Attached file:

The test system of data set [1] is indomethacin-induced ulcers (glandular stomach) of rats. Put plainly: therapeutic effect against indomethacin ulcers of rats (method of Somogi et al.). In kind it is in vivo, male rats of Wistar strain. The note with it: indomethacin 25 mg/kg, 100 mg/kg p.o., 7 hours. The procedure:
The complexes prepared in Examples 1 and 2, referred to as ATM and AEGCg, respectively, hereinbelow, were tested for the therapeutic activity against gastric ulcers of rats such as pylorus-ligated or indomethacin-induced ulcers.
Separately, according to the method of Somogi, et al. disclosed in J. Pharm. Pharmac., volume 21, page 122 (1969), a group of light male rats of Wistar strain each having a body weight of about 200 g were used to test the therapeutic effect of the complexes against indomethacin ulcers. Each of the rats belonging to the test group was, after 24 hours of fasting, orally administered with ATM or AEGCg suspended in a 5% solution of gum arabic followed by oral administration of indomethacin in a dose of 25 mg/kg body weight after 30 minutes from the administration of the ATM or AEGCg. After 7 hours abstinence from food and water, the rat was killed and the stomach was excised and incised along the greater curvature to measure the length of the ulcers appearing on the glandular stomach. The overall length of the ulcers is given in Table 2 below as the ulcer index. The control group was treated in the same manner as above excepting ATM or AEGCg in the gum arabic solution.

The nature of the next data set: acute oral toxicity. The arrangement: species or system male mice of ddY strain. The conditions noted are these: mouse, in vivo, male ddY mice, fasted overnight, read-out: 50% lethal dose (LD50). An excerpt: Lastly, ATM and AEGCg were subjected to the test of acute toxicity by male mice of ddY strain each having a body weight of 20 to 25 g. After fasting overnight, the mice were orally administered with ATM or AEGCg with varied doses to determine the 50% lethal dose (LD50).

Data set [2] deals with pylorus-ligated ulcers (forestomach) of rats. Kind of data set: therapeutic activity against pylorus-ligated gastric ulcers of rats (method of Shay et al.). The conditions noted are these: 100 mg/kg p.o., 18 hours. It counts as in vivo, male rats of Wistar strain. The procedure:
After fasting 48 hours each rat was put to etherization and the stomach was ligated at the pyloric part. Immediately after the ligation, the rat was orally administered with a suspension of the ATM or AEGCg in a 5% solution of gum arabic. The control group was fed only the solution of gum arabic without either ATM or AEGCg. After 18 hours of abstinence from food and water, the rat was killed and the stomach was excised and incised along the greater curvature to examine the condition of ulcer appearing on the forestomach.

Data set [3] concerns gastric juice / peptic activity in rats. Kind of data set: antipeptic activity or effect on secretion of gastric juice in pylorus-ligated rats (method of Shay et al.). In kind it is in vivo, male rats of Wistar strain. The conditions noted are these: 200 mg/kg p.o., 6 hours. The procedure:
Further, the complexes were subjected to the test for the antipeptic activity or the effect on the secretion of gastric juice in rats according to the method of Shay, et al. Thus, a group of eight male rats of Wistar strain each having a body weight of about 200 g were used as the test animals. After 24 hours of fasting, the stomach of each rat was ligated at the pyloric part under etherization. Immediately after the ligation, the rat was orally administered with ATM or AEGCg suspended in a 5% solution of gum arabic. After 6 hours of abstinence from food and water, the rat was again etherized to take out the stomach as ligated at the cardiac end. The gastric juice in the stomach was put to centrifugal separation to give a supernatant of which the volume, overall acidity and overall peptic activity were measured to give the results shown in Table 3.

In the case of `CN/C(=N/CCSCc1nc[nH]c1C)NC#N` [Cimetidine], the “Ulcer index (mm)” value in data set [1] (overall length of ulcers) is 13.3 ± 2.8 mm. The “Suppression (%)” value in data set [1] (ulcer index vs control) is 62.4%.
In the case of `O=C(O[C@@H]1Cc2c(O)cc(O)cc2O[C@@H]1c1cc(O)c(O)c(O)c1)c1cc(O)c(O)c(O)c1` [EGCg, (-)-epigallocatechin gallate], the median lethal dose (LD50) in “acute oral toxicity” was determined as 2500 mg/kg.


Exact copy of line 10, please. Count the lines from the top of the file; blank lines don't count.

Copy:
In the case of `O=C(O[C@@H]1Cc2c(O)cc(O)cc2O[C@@H]1c1cc(O)c(O)c(O)c1)c1cc(O)c(O)c(O)c1` [EGCg, (-)-epigallocatechin gallate], the median lethal dose (LD50) in “acute oral toxicity” was determined as 2500 mg/kg.